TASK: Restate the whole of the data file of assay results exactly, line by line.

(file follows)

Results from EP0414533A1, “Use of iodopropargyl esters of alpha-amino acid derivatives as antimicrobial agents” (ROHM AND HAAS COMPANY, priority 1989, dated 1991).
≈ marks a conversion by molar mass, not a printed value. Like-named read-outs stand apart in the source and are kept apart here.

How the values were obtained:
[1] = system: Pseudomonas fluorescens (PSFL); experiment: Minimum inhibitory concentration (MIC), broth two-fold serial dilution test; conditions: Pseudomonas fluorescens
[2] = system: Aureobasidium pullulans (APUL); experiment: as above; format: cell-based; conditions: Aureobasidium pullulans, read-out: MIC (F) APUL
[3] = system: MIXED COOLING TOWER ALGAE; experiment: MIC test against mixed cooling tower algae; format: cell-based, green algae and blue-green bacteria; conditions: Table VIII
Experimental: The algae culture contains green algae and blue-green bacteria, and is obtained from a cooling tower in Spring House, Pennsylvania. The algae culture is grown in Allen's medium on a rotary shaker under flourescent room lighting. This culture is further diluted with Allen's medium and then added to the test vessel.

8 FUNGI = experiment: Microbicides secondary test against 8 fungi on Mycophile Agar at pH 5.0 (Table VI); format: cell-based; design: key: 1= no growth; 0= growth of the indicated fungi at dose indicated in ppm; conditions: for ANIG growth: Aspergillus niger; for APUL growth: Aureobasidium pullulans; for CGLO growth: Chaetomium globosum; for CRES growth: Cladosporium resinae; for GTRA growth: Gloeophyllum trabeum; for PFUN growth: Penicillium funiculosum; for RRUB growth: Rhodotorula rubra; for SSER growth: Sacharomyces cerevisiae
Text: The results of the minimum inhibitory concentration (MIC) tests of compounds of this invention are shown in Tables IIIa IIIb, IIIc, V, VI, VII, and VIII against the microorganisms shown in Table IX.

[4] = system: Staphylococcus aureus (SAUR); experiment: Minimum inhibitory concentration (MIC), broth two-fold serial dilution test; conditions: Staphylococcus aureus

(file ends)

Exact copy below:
Results from EP0414533A1, “Use of iodopropargyl esters of alpha-amino acid derivatives as antimicrobial agents” (ROHM AND HAAS COMPANY, priority 1989, dated 1991).
≈ marks a conversion by molar mass, not a printed value. Like-named read-outs stand apart in the source and are kept apart here.

How the values were obtained:
[1] = system: Pseudomonas fluorescens (PSFL); experiment: Minimum inhibitory concentration (MIC), broth two-fold serial dilution test; conditions: Pseudomonas fluorescens
[2] = system: Aureobasidium pullulans (APUL); experiment: as above; format: cell-based; conditions: Aureobasidium pullulans, read-out: MIC (F) APUL
[3] = system: MIXED COOLING TOWER ALGAE; experiment: MIC test against mixed cooling tower algae; format: cell-based, green algae and blue-green bacteria; conditions: Table VIII
Experimental: The algae culture contains green algae and blue-green bacteria, and is obtained from a cooling tower in Spring House, Pennsylvania. The algae culture is grown in Allen's medium on a rotary shaker under flourescent room lighting. This culture is further diluted with Allen's medium and then added to the test vessel.

8 FUNGI = experiment: Microbicides secondary test against 8 fungi on Mycophile Agar at pH 5.0 (Table VI); format: cell-based; design: key: 1= no growth; 0= growth of the indicated fungi at dose indicated in ppm; conditions: for ANIG growth: Aspergillus niger; for APUL growth: Aureobasidium pullulans; for CGLO growth: Chaetomium globosum; for CRES growth: Cladosporium resinae; for GTRA growth: Gloeophyllum trabeum; for PFUN growth: Penicillium funiculosum; for RRUB growth: Rhodotorula rubra; for SSER growth: Sacharomyces cerevisiae
Text: The results of the minimum inhibitory concentration (MIC) tests of compounds of this invention are shown in Tables IIIa IIIb, IIIc, V, VI, VII, and VIII against the microorganisms shown in Table IX.

[4] = system: Staphylococcus aureus (SAUR); experiment: Minimum inhibitory concentration (MIC), broth two-fold serial dilution test; conditions: Staphylococcus aureus